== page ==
Author Topic: Clay and sinew  (Read 802 times)

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Offline PEARL DRUMS/PEARLY/PD/DRUMS

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Re: Clay and sinew
« Reply #15 on: July 19, 2018, 08:24:12 am »
I would suggest not back filling it. Just let it cure and seal it or cover it with skins. All that extra glue and sawdust does nothing but hamper the bow. I liken it to adding drywall tape to a bows limb, silly.
Only when the last tree has died and the last river has been poisoned and the last fish has been caught will we realize we cannot eat money.

Offline JW_Halverson

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Re: Clay and sinew
« Reply #16 on: July 19, 2018, 12:01:22 pm »
A lakota bowyer (Richard Giago) all credit to him, has told me that the clay was rubbed in over the sinew so I am really interested to figure this one out.  I have little sinew backing experience but am interested in learning how first nation peoples made their bows and this gentleman makes some lovely bows using traditional techniques.   I am just curious at what stage the clay was added.  If it was before the hide glue has dried or if it was put on top and wondered if anyone had completed this process.

Let's ask his brother. I sent him a P.M. regarding the thread.
Guns have triggers. Bicycles have wheels. Trees and bows have wooden limbs.

Offline OTDEAN

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Re: Clay and sinew
« Reply #17 on: July 19, 2018, 01:24:50 pm »
Thanks JW.

Offline PatM

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Re: Clay and sinew
« Reply #18 on: July 19, 2018, 04:05:03 pm »
I made a nice build along with pics that shows you how to get smooth sinew without  doing bodywork after. 

Offline Oglala Bowyer

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Re: Clay and sinew
« Reply #19 on: July 19, 2018, 04:59:18 pm »
I’ve been asked to chime in on this by my friend JW. In fact, he has a bow that I’ve clayed. For me I’ve had mixed results until I found a recipe with the right amount of hide glue and clay that resulted in very little cracking. I did not find the limbs to have too much weight added. Like I said this was several trial and errors. Simply putting “clay” on the limbs after sinewing will result in cracking.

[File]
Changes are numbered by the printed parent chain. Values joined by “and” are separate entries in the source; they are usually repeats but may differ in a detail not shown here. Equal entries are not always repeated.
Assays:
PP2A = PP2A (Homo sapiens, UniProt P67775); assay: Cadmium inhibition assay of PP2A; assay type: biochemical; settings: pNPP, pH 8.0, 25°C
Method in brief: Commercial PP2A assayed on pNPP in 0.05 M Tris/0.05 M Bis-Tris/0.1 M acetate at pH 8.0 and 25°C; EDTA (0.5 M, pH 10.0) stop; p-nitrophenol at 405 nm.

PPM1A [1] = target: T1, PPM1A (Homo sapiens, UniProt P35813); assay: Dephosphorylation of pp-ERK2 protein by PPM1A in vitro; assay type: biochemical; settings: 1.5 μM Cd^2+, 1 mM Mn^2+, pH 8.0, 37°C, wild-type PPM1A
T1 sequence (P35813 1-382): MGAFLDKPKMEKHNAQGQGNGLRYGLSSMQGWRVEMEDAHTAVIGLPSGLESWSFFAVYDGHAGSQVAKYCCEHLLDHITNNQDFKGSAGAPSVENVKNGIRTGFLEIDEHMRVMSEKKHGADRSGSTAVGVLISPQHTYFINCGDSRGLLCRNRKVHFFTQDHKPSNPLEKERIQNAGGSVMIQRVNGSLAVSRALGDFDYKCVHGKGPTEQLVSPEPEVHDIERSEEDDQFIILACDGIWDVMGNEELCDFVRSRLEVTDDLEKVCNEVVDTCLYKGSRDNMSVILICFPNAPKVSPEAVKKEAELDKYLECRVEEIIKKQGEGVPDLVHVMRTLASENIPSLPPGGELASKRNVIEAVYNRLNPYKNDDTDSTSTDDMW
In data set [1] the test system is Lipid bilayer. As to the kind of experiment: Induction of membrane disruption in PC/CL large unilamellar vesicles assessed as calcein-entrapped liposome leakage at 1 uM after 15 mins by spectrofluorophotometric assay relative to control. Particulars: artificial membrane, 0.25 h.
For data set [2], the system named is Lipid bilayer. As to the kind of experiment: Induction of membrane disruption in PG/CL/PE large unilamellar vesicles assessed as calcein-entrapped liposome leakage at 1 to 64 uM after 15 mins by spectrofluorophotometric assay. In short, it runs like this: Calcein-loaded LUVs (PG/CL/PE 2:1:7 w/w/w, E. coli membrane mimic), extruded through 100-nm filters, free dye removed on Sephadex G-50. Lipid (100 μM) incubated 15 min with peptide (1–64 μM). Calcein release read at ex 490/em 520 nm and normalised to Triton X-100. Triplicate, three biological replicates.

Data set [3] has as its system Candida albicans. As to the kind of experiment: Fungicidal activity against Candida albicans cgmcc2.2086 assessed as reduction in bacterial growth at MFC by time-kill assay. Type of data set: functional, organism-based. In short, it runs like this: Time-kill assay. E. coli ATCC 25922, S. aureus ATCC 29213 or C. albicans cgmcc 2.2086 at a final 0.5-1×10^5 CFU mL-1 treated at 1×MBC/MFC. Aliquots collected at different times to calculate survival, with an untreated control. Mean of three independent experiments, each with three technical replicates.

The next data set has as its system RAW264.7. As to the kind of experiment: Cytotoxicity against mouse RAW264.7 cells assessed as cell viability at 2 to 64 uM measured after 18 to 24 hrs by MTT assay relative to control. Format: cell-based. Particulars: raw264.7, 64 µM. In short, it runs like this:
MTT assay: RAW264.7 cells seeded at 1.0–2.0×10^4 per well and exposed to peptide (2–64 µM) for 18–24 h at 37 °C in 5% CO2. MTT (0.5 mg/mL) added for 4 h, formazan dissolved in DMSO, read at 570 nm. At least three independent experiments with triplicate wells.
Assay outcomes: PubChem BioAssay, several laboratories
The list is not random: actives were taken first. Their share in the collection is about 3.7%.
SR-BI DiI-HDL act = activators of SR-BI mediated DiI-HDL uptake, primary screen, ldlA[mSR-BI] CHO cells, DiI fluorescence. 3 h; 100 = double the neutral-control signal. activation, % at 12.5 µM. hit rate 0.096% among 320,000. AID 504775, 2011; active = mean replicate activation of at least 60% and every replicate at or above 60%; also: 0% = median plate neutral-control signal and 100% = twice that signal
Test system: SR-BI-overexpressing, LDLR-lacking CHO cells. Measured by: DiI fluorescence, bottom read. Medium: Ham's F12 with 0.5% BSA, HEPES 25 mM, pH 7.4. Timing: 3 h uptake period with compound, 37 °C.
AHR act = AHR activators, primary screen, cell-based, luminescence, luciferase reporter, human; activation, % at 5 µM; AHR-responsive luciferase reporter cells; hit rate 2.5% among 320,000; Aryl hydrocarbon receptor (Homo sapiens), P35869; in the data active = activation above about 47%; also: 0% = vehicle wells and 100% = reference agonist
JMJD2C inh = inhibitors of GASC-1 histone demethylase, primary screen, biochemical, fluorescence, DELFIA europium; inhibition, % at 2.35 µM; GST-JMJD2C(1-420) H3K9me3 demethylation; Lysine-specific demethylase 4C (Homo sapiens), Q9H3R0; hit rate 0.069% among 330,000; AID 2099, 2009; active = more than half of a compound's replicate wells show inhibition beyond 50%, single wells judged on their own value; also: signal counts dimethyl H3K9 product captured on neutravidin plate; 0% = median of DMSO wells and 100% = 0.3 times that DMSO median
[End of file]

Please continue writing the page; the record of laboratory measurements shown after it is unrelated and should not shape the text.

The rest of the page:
Offline DC

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Re: Clay and sinew
« Reply #20 on: July 19, 2018, 05:03:04 pm »
Was it just for a filler or did it "waterproof" somehow?
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Offline Oglala Bowyer

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Re: Clay and sinew
« Reply #21 on: July 19, 2018, 05:34:58 pm »
No sinew backed bow is ever completely “waterproof”, granted it takes me a few hours to peel off sinew on a backed bow that has been damaged. But it does aid in keeping things dry. My belief is that they were clayed because of a bowyers spiritual prowess, hence the different paintings

Offline Parnell

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Re: Clay and sinew
« Reply #22 on: July 20, 2018, 06:18:09 am »
Why not rawhide over the sinew?
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Offline PatM

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Re: Clay and sinew
« Reply #23 on: July 20, 2018, 08:02:22 am »
As a waterproofer rawhide is just more of the same really.  It does provide a reasonable base for waterproofing agents.

Offline loefflerchuck

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Re: Clay and sinew
« Reply #24 on: July 20, 2018, 09:13:55 am »
"No sinew backed bow is ever completely “waterproof”, granted it takes me a few hours to peel off sinew on a backed bow that has been damaged. But it does aid in keeping things dry. My belief is that they were clayed because of a bowyers spiritual prowess, hence the different paintings"

That is my thought too. George Grinnell wrote about the Cheyenne using gypsum over the sinew backing to whiten the bow. There is one of these bows on display in New York museum of natural history. A better water proofer I have used that I've also seed on an old Cheyenne bow and another Lakota bow in the same museum as well as some from the great basin is pitch. It also leaves a smooth surface and a nice black/amber color. If you mixed pitch with white mineral  like the Northern California Indians did for a base that was painted over it would do a better job of keeping moisture out.